When you’re putting together a wheelbarrow, that’s all you’re thinking about in that moment.  Later, when you’re unrolling mats of grass to form a part of a fire walk line, you’re immersed in that grass on that lane. When you’re in charge of ensuring there’s no debris that can get on someone’s foot in a parking lot, you’re sweeping and not worried about doing anything else.  Being single focused and accomplishing that thing gives you a sense of joy. Going on and only focusing on the next one allows you to become happily lost in the sensation of being focused.

Single-tasking is not only more efficient, more effective and more productive, it’s also more fun and fulfilling.

-Matt

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Only During These Hours

Last night I was trying to rent a specific tool from a big box hardware store.  I had called ahead to ensure it was in stock, borrowed a truck to pick the tool and the supporting materials up and checked out at the cashier in the store with the supporting materials I needed the tool rental for. After all that, just as I’m going to wheel everything out of the store, the person behind the desk finally told me that I couldn’t rent the tool because they only do that during specific day time hours.

How many times have you wanted to do something and found out that it’s only done during specific hours. How often have you found that those hours are exactly when you need it.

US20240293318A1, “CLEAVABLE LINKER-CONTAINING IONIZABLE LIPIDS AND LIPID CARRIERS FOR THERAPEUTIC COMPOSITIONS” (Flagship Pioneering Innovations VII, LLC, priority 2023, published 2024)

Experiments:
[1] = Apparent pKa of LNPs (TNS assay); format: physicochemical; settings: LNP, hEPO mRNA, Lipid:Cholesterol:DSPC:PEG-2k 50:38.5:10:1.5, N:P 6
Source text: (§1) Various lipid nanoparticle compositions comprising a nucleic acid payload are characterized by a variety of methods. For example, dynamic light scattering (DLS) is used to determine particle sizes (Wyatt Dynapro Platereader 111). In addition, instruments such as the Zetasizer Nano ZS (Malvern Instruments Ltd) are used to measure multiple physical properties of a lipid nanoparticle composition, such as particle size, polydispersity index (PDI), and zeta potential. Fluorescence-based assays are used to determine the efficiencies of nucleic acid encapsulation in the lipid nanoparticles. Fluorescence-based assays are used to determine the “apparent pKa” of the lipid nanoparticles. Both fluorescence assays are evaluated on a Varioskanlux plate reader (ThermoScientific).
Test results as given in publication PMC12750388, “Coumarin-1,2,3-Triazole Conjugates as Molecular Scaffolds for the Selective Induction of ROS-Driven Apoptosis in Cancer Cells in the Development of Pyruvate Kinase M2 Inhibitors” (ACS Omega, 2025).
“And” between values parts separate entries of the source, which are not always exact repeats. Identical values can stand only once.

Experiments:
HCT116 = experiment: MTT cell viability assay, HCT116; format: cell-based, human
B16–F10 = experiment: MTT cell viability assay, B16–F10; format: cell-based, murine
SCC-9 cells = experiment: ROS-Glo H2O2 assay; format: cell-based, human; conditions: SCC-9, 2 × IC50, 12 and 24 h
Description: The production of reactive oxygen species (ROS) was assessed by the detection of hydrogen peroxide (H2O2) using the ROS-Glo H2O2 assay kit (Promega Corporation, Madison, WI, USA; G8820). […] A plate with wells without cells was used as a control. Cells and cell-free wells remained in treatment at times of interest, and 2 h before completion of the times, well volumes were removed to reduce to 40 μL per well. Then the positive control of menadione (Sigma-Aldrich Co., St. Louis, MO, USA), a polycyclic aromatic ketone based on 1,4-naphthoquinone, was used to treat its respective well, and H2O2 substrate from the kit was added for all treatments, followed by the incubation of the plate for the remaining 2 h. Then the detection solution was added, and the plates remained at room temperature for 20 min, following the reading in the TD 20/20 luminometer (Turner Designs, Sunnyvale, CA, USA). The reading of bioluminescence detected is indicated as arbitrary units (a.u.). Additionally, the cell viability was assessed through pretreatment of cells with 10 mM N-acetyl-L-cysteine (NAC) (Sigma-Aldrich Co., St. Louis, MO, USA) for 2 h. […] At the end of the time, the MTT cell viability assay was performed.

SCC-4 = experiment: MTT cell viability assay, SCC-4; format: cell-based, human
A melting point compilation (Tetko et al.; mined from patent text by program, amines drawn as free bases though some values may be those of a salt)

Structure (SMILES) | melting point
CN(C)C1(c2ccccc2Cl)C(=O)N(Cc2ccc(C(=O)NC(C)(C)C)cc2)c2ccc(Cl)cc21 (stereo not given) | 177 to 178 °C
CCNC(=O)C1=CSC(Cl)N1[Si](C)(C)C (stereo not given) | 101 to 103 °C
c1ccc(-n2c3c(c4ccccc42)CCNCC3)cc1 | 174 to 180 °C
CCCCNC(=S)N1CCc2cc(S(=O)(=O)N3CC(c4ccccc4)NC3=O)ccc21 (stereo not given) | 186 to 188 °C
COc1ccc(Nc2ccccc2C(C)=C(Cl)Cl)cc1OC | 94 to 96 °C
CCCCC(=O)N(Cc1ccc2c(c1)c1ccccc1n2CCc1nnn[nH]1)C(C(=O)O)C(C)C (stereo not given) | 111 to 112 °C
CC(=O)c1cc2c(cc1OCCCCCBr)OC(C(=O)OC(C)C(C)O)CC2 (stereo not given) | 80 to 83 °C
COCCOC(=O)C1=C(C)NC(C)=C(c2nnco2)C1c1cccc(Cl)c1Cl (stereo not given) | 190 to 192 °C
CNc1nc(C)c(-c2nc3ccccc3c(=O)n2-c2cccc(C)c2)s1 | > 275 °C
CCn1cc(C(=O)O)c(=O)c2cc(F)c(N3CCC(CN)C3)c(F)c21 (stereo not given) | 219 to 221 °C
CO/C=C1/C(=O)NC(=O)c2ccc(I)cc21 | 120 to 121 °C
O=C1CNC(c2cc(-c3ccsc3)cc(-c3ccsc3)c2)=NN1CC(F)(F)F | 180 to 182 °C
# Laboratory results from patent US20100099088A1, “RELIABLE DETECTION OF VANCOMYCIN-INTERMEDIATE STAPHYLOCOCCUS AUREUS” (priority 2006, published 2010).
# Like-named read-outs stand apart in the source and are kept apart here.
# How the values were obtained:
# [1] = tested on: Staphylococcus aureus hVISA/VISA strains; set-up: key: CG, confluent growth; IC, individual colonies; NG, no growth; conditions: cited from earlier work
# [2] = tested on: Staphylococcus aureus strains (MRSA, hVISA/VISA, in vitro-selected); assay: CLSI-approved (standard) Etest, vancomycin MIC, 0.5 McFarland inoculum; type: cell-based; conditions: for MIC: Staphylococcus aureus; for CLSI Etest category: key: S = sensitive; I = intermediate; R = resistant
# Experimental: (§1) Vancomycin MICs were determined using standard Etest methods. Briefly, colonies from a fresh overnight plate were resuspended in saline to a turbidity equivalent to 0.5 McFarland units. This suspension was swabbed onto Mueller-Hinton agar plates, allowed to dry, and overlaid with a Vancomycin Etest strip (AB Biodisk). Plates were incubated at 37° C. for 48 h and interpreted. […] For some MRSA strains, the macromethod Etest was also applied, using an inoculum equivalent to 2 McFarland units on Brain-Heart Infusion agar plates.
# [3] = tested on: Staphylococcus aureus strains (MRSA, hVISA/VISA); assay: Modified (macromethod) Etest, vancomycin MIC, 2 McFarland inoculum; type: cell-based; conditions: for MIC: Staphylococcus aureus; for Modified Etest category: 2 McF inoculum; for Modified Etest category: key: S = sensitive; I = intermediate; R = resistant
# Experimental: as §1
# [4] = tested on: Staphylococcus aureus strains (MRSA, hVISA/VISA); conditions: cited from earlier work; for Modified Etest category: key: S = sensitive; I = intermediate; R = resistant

Now, in this instance I’m not looking for 24 hour tool rental, although judging by the three times I could have used a 24 hour tool rental (floods, emergencies) I think there is possibly an opportunity there, I was just hoping that all parts of a store would be available while the store was open.

In the end, I waited around the store an extra 75 minutes while, after a lot of prodding, an amazing customer service person tried to figure it out. By the time it was over she had figured out how to do the transaction that only this mythical person at a certain desk could do during those certain hours and I had the tool.  Of course, had the store spent 15 minutes to train her on that transaction previously she could have had me out of the store an hour earlier and helped even more customers who have come in ‘off hours.’

The internet has made this a non-factor for many things. However, there’s still plenty of times, and plenty of audiences, where things just can’t be done or aren’t currently being done on the internet.

When’s the last time you asked yourself, what do people want from me at certain times that I’m not giving them?  What else could you train someone else on to cover for you during those times?

-Matt